Jonathan Hernandez, M.S. candidate in Entomology

Bed bugs, the creepy crawly bloodsucking parasites that have plagued mankind for millennia. During the day they hide in the shadows of your mattress seams, patiently waiting for nightfall to emerge from the crevices and feed on your blood. Nobody wants these pesky parasites as roommates, which is why Americans spent an estimated $644.7 million in 2017 to eradicate them from their homes. Given their small size and incredible durability, one of the most effective methods of bed bug extermination is the use of pesticides. But there's a problem - the chemicals just aren't working like they used to. With our primary tactic of defense beginning to fail, what can we do to keep these tiny bloodsuckers at bay? To answer this question, Penn State Master's student Jonathan Hernandez is looking to their genes.

Genes are hereditary units passed down from parents to offspring that contain the genetic information used to build an organism. These genes code for different proteins that affect the physical characteristics of the individual, which can either help or hinder it in its environment. Some bed bugs have genes that have allowed them to quickly develop a resistance to certain pesticides over time, which has contributed to their ability to persist so prolifically in urban environments.

Bed Bugs

"These insects are crazy!" says Jonathan. "They literally reproduce all year round, which explains part of the reason they evolve so quickly. This has led to many bed bug populations evolving pesticide resistance all around the world, and has contributed to their resurgence as a major urban pest in the past couple decades. To combat the increase in resistant bed bug populations, new pest management methods must be developed for the future."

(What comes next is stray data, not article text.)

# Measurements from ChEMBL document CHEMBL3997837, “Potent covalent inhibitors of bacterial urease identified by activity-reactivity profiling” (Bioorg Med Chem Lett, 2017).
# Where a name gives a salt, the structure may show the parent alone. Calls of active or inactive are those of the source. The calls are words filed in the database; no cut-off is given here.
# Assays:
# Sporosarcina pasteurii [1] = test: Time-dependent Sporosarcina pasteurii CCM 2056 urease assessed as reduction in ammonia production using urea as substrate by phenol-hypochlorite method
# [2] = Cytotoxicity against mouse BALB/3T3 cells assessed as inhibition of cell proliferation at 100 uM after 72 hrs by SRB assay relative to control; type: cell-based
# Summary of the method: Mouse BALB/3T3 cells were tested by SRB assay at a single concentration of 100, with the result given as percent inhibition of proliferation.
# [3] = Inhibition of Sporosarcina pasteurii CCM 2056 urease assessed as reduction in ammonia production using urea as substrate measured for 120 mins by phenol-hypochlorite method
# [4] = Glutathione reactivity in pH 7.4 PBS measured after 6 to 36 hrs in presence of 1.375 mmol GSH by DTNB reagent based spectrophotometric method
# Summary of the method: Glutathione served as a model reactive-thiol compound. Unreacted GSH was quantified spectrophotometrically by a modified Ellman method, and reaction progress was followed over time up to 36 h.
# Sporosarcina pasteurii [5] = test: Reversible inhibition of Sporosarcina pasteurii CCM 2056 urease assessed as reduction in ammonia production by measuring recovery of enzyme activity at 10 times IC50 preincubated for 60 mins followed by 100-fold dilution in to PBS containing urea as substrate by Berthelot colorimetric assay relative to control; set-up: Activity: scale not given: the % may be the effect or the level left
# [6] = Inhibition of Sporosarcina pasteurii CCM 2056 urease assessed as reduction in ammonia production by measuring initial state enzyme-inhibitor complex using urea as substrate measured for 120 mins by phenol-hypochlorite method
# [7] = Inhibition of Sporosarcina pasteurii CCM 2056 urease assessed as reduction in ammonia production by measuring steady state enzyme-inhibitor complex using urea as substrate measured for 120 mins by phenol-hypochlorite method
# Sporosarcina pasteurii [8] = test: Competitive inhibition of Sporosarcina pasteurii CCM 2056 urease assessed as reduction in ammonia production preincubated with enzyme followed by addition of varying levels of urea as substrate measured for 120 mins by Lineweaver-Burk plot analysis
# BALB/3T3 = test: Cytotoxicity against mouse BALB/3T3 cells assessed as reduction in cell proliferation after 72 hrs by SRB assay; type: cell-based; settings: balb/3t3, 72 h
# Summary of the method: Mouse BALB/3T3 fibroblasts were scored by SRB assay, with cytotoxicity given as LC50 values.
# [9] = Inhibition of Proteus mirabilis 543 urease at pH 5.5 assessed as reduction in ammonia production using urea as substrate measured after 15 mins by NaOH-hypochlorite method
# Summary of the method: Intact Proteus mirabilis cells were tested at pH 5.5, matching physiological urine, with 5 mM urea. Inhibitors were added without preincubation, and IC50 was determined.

"This is a bed bug war!" he exclaims,
"And all is fair in war."

One weapon researchers have on their side in this war against pesticide-resistant bed bugs is a molecular technique known as RNA-interference. RNA-interference is the use of an identified RNA molecule that targets a corresponding gene in the selected organisms genetic code and inhibits its function. "Think of it as an on and off switch for genes" says Jonathan. For example, take a bed bug that has a gene that codes for a protein to detoxify pesticide molecules. If that specific gene is targeted using RNA-interference, that protein would not be made, which in turn would render the bed bug vulnerable to pesticides.

Jonathan HernandezBy understanding the function of genes involved in pesticide resistance researchers can develop new molecular tools to knockdown these genes. This gives them the ability to develop more targeted, effective pesticides which can be used to fight against pesticide-resistant bed bugs in the future.

So tonight, when you tuck yourself into bed, you can sleep tight knowing that researchers in the Entomology Department at Penn State are working on ways to keep the bed bugs from biting.

By Staci Cibotti